1. There is an element \alpha \in R[x]/(f) such that f(\alpha) = 0.
  2. For all ring R' containing an isomorphic image of R, for all \beta \in R' such that f(\beta) = 0, there exists a unique injective ring homomorphism \phi : R[x]/(f) \to R' such that \phi(R) = R and \phi(\alpha) = \beta.

Note that there are some abuse of language in this proposition. When I say f(\alpha) = 0, I identify f(x) = \sum r_ix^i with \sum \iota(r_i)x^i (\text{mod }f) where \iota is the inclusion map from R to R[x]/(f). Also, when I write \phi(R) = R I mean that \phi takes the isomorphic image of R in R[x]/(f) to the isomorphic image of R in R'. ie this diagram commutes

Proof: Recall that R[x]/(f) means the quotient of R[x] by the principal ideal generated by f. Since clearly no non-zero element of R is a multiple of f(x) in R[x], the canonical epimorphism \pi : R[x] \to R[x]/(f) is injective when restricted to R. Moreover, taking \alpha to be the equivalence class \overline{x} of x in R[x]/(f), we have

f(\alpha) = \displaystyle\sum_{i=0}^n \overline{\alpha_i}\overline{x}^i = \overline{f(x)} = \overline{0}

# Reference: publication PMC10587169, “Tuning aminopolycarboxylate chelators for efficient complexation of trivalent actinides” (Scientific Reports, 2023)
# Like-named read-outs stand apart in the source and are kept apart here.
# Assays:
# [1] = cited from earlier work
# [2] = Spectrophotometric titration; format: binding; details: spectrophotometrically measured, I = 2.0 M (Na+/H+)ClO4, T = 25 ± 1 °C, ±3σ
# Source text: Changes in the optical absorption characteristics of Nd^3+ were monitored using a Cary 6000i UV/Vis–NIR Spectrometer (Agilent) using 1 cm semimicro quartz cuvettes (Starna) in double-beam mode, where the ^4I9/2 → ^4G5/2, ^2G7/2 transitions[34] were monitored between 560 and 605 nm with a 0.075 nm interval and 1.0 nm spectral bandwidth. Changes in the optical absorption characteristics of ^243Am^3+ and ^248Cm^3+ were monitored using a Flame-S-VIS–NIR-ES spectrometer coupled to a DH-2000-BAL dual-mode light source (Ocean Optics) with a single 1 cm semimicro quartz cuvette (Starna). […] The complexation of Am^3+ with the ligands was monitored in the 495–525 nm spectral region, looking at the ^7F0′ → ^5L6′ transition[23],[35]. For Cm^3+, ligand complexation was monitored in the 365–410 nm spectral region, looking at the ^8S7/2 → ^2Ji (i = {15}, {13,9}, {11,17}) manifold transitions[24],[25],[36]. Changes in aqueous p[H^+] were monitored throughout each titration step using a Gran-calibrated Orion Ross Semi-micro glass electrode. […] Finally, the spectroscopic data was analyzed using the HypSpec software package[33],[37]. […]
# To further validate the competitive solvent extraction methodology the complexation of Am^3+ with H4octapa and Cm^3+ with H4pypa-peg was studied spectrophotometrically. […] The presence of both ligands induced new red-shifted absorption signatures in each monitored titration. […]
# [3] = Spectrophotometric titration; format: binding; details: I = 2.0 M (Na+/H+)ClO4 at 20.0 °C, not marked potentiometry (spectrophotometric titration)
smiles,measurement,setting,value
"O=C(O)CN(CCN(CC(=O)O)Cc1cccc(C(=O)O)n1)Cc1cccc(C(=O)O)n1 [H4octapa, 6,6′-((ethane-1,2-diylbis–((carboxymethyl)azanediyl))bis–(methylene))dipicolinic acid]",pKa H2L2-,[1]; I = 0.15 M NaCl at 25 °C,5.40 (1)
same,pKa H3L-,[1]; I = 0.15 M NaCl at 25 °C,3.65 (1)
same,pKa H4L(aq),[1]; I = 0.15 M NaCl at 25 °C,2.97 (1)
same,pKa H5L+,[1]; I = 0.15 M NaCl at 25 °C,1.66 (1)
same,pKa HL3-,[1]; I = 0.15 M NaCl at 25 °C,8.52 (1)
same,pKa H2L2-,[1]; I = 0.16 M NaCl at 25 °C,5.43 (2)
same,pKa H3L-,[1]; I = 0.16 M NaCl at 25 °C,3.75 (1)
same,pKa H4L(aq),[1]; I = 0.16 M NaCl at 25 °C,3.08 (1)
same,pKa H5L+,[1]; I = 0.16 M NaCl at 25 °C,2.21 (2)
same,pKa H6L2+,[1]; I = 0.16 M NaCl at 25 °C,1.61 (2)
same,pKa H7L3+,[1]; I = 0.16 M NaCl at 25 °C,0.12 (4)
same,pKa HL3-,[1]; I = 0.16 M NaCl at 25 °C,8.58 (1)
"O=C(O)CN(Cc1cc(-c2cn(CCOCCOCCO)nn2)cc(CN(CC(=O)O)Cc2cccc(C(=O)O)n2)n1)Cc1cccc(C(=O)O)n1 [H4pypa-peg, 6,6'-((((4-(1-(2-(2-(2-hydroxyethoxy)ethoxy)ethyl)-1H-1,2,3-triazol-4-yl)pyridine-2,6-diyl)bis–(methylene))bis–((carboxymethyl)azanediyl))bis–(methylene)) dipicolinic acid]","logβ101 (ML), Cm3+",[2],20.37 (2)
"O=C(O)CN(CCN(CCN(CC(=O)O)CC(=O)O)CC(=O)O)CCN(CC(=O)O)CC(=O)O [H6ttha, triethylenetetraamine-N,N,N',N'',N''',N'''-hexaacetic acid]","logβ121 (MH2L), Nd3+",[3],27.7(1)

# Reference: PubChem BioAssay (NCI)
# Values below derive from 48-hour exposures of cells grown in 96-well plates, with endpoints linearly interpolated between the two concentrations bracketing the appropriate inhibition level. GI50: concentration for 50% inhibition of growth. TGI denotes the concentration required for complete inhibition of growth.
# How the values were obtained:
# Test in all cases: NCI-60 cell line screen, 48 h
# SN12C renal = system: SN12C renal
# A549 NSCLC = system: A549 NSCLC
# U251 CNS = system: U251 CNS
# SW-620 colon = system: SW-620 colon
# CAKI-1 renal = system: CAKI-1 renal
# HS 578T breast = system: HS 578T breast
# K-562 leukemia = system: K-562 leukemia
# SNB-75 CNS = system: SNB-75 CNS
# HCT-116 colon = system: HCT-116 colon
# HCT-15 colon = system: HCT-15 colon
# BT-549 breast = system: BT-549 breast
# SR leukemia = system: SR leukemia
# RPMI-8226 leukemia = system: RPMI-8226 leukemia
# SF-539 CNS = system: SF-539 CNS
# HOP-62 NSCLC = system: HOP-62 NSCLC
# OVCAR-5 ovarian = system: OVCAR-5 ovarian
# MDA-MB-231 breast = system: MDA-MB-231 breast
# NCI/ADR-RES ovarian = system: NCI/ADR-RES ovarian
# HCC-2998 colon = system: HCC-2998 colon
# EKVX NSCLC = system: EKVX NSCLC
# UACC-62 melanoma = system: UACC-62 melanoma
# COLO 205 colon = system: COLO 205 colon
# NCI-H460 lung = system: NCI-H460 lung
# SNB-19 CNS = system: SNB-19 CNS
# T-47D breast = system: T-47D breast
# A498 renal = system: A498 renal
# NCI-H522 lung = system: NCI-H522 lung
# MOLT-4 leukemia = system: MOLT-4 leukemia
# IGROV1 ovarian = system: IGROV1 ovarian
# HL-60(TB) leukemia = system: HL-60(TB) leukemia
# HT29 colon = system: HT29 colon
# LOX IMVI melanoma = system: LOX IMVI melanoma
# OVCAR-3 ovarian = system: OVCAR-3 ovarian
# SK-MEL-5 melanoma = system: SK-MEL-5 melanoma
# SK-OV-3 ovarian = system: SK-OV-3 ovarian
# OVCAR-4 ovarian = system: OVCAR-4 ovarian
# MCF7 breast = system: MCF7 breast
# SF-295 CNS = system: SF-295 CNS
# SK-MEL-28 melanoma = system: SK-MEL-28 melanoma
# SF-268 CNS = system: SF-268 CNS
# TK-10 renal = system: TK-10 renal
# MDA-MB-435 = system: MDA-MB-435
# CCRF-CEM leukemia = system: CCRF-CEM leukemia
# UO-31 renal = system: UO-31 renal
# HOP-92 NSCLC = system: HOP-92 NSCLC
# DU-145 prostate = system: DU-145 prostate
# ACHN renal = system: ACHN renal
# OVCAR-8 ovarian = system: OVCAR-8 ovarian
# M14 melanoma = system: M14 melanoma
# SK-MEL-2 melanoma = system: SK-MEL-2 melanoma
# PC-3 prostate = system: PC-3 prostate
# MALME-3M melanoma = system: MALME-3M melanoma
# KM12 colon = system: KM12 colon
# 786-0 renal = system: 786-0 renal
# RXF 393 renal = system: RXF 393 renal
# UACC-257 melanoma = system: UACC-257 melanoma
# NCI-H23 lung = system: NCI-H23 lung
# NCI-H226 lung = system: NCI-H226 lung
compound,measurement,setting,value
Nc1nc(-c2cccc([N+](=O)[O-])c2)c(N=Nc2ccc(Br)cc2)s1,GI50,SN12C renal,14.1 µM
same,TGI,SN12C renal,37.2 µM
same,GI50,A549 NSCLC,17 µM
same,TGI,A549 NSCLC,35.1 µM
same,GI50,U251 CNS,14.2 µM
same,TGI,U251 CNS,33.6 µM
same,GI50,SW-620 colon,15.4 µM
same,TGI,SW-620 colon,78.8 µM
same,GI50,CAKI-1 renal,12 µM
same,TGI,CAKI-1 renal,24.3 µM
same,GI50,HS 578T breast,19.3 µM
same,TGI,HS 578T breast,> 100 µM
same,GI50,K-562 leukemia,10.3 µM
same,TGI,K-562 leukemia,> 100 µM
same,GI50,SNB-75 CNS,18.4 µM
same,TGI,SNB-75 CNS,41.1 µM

so property 1 is satisfied. To prove 2, suppose that R' is another ring containing R having an element \beta such that f(\beta) = 0. The universal property for polynomial rings assures us that there exists a unique ring homomorphism \varphi : R[x] \to R' such that \varphi(R) = R and \varphi(x) = \beta. Since f(\beta) = 0 \in R', and f is irreducible in R, \varphi(g(x)) = 0 iff g(\beta) =0 iff g(x) = f(x)h(x) for some h(x) \in R[x]. So \ker \varphi = (f) and by the first isomorphism theorem (more exactly the universal property of quotient rings), we have a unique isomorphism

R[x]/(f) \simeq \text{Im}(\varphi) \subset R'

providing us with a unique injective ring homomorphism \phi : R[x]/(f) \to R', as wanted.

QED

This shows that the first candidate we considered (when R was thought of as a subring of another ring R' and the new element belonged to R'), namely R[\alpha], obtained with the evaluation morphism, is isomorphic to the quotient R[x]/(f) where f is the irreducible polynomial for \alpha in R. For example \textbf{R}[x]/(x^2+1) \simeq \textbf{C} and \textbf{Q}[x]/(t^2-2) \simeq \textbf{Q}(\sqrt2). Note that these isomorphisms might not be unique! Indeed, we deduce from the proposition that there are exactly n distinct embedding of such a quotient in the larger field where n is the number of distinct roots of the polynomial in the larger field. For example, there are two distinct embeddings of \textbf{Q}[x]/(t^2-2) in \textbf{R} since \textbf{R} possess two distinct roots of (t^2-2), namely \sqrt2 and -\sqrt2.